Riesling Trocken Escheburg


A blend of the remaining grapes from all single vineyard parcels:  80% ungrafted vines from Steffansberg and 20% ungrafted vines from Ellergrub and Batterieberg. Fermented in 1/2 stainless tanks and 1/2 barrels. Gernot does not make this every vintage. 

Ripe quince, mirabelle and peach are wreathed with honeysuckle on the nose, anticipating the rich fruit and inner-mouth perfume that emerge on a flatteringly silken palate. Hints of lime and orange zest, along with salty, stony and smoky accents, serve for invigoration, intrigue and saliva-inducement on a lusciously, mouthwateringly and vibrantly lingering finish. At 12% alcohol, there is still a welcome sense of lift, while eight grams of residual sugar highlight the purity and intensity of fruit flavors, which have seldom if ever been more effusive in any Immich-Batterieberg wine during this estate’s decade under Kollmann’s direction. Indeed, this is one of those Rieslings I would describe as possessing efficacious and catalytic “hidden sweetness,” even though legally it is trocken. But all of that fruit is met by equally impressive floral and mineral elements, for what is far and away the finest “Escheburg” cuvée yet. (As usual, it incorporates fruit from all five of the estate’s prime vineyards.) “What you could call the second-tier raw material from the estate’s vineyards was of such high quality in 2018,” reported Kollmann, “that we decided to generate an Escheburg Reserve.” (I have not yet tasted the latter wine.)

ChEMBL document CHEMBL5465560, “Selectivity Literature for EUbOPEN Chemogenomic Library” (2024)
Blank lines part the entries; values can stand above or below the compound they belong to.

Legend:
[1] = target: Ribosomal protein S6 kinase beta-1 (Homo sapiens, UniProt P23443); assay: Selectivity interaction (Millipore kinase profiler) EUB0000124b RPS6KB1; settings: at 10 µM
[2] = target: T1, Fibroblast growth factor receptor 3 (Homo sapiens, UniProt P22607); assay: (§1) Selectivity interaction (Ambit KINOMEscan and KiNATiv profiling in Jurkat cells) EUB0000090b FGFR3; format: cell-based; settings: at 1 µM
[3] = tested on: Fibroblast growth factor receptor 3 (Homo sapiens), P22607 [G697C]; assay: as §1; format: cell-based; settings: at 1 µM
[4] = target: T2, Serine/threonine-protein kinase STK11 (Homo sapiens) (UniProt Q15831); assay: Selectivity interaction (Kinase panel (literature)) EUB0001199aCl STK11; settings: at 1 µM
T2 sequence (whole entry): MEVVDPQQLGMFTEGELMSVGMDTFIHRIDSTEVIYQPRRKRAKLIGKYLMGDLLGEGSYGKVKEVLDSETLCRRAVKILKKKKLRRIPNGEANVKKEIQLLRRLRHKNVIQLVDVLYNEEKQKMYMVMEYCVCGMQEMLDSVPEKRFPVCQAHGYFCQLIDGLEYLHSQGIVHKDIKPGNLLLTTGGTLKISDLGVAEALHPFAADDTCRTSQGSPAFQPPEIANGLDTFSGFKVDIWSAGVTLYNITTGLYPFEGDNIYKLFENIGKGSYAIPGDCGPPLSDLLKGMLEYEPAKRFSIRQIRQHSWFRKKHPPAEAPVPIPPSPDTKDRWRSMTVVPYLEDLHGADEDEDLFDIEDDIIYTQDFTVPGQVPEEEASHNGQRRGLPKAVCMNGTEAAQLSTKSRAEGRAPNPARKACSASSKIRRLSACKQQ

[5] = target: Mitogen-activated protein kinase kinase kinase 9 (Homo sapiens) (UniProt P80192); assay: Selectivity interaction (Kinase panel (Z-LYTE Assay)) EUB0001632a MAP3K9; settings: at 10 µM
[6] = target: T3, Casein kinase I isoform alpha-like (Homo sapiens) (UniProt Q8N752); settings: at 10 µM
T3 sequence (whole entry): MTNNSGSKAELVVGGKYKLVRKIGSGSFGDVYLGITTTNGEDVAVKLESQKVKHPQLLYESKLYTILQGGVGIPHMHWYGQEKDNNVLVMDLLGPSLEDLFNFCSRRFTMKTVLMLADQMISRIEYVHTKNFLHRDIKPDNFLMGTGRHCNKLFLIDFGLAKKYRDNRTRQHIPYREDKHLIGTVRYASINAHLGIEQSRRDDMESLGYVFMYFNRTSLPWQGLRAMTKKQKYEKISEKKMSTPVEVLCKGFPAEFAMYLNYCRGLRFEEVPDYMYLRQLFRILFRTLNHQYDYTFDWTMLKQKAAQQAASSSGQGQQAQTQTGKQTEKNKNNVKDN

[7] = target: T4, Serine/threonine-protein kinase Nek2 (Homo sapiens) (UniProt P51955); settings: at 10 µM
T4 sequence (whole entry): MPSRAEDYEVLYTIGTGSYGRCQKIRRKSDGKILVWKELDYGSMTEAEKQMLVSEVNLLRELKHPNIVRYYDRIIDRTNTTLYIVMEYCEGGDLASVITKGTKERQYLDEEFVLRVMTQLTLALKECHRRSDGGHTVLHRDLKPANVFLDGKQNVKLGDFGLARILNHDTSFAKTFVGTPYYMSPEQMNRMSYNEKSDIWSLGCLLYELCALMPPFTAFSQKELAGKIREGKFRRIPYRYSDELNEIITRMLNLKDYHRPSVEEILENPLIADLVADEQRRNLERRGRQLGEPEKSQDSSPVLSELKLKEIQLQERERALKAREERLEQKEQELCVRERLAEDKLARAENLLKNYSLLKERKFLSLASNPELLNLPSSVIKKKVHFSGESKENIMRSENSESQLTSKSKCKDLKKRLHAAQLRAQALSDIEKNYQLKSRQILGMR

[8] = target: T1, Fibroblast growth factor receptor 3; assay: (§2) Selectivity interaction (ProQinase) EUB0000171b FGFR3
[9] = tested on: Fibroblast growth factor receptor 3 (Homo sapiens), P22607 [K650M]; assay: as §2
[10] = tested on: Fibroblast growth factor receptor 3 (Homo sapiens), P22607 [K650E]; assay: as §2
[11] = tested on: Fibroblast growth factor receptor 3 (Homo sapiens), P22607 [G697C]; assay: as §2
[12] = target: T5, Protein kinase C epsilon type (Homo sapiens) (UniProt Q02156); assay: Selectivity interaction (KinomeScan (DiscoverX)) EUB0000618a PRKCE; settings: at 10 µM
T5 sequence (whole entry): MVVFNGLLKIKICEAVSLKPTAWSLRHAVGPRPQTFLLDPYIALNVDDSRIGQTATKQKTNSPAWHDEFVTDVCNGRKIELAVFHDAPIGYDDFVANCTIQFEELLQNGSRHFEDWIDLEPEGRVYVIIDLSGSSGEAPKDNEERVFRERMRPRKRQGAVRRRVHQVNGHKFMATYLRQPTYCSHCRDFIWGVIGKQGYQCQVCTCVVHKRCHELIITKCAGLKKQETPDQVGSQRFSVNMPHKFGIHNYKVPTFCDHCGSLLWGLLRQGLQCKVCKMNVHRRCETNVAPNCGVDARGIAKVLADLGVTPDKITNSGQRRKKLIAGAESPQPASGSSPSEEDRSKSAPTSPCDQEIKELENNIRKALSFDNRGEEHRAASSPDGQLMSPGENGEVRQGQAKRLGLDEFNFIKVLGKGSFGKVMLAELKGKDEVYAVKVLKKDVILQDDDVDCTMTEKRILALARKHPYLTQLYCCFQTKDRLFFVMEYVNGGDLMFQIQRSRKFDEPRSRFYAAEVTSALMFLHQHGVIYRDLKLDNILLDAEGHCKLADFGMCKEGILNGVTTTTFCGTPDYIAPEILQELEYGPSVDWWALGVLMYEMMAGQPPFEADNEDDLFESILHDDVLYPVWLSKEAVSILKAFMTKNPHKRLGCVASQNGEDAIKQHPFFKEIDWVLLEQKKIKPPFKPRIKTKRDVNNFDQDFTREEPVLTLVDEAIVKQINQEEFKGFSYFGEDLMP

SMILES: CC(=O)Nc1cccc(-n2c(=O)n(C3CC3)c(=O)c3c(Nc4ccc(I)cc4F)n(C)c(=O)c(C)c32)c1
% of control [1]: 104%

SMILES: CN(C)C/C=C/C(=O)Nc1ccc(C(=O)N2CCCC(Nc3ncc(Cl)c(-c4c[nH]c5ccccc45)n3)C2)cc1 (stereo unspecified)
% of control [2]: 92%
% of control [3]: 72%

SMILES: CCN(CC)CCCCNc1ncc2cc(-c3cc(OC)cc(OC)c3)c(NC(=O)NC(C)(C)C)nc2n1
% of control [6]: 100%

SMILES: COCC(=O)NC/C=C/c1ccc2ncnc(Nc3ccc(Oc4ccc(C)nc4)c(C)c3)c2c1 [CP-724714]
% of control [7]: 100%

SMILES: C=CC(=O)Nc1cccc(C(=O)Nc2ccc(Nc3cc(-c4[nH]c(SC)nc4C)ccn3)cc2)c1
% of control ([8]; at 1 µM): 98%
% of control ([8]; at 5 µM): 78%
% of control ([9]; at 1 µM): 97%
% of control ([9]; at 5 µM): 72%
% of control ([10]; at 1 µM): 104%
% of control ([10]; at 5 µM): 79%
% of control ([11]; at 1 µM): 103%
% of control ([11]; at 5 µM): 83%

The 2018 Riesling Escheburg is very ripe and floral on the nose and, due to the warm vintage, significantly warmer and more fruity than in previous vintages. However, the wine is seriously structured on the palate, where the generosity becomes finer and younger, revealing crystalline acidity and texture. This, again, is a bit more Alsatian in character but with the piquancy of predominantly ungrafted vines of four grands crus that make it into the Escheburg. This wine needs some years to gain finesse, but with the right dishes (cheese as well), this fruit-intense, salty-piquant and slatey Riesling with 12% alcohol will perform well today. Tasted in April 2020.

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